The Irish Hotels Federation (IHF) has expressed its deep disappointment at the increase in the tourism VAT rate to 13.5% announced by Minister Donohoe as part of Budget 2019.
Matt O’Connor, Chair of the IHF Midlands branch said the increase is a serious jolt to the tourism industry in Ireland and represents a reckless failure to recognise its economic potential and importance, particularly to rural Ireland.
Mr O’Connor urged the Minister to defer the increase until there is clarity over Brexit and to allow existing contracts for group bookings to be completed as prices are already agreed.
“Ireland will now have a higher tourism VAT rate than 26 countries in Europe with which we compete.
“We are already a very high cost economy by international standards so it is astonishing that the Government is now imposing additional taxes on tourists and making our country less attractive as a destination.”
“Have no doubt, this increase will hurt tourism across the country but rural businesses will be hit the hardest.
“Regional businesses will bear the brunt, as about €300m of the €466m in additional taxes will be taken from the rural economy, which has been slower to recover from the economic crisis. This is a devastating blow for the many tourism businesses that struggle to break even or stay open outside the peak season.”
Mr O’Connor said the industry is already facing enormous difficulties due to the uncertainty around Brexit and weakened Sterling.
“UK tour operators, for example, represent up to 30 per cent of the business for many hotels in Dublin and across the country. This business is highly competitive, with Irish hoteliers competing internationally.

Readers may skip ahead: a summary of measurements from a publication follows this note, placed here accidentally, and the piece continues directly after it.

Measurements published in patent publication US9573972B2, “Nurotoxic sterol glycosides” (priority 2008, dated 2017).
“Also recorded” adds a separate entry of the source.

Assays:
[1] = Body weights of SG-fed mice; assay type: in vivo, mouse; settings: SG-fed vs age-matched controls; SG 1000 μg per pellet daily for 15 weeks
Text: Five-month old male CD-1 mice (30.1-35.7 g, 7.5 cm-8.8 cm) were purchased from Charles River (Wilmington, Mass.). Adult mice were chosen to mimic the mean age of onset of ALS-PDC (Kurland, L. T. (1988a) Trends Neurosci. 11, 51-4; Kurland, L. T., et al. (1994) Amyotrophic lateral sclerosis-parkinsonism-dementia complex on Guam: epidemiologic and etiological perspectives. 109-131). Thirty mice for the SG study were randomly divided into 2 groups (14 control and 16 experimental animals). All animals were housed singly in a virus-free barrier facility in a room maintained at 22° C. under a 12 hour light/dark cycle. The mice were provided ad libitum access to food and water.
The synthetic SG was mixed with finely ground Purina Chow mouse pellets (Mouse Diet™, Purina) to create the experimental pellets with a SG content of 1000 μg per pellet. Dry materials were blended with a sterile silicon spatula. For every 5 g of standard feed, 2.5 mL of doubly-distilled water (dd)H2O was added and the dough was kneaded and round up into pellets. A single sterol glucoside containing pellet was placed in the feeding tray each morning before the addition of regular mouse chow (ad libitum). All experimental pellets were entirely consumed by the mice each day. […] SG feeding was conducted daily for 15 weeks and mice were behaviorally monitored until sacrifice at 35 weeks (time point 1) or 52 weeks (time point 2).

“Margins are slim and vulnerable to any price fluctuation. With bookings made up to two years in advance, prices in many cases are already contracted, meaning hoteliers will have no choice but to pick up the cost of this VAT increase. For some, it may wipe out their margin altogether,” he said.
Mr O’Connor acknowledged the Government’s foresight in introducing the 9% VAT rate in 2011. “The Government recognised the tourism industry’s ability to deliver on jobs across the country and we delivered, year after year, creating over 65,000 new jobs.
“We achieved this by providing a quality product, high levels of service and competing internationally for business every day.
“Today the tourism industry supports over 235,000 jobs in every county and town, over 70% of which are outside Dublin, generating over €2 billion in taxes for the exchequer each year.
“It is deeply disappointing and frustrating that despite the strong response of the tourism industry to the 9% activation measure, it’s economic contribution and potential is no longer of importance to Government policy.
“We understand that Government needs to raise taxes to pay for many social demands on the exchequer.
“However, we have argued that the best way to generate the additional funds needed for public services is to support growth in those business sectors, such as tourism, which are contributing.
“Time and again, tourism has shown itself to be one of the most effective ways to spread economic prosperity throughout the country and its successful recovery demonstrated its potential. The short-term budget fix will have long-term implications for an important indigenous export industry and rural Ireland in particular.”
Commenting on the VAT report published by Department of Finance during the summer, Mr O’Connor said that it failed to take account fully the benefits of tourism to the regions or the serious risks associated with Brexit.
“It also lacked balance, basing much of its analysis on Irish household spending patterns while choosing to ignore that the vast majority (80%) of revenue generated by tourism comes from out of state visitors ” he concluded.
He called for an immediate introduction of a Tourism Satellite Account within the Central Statistics Office (CSO) to provide a full analysis of the economic activity in the Tourism industry and how much it contributes to each county throughout the country.
“It will also provide independent verification to assist those who rely on the National Accounts, where tourism is not identified, to inform their deliberations on taxation and economic policy.”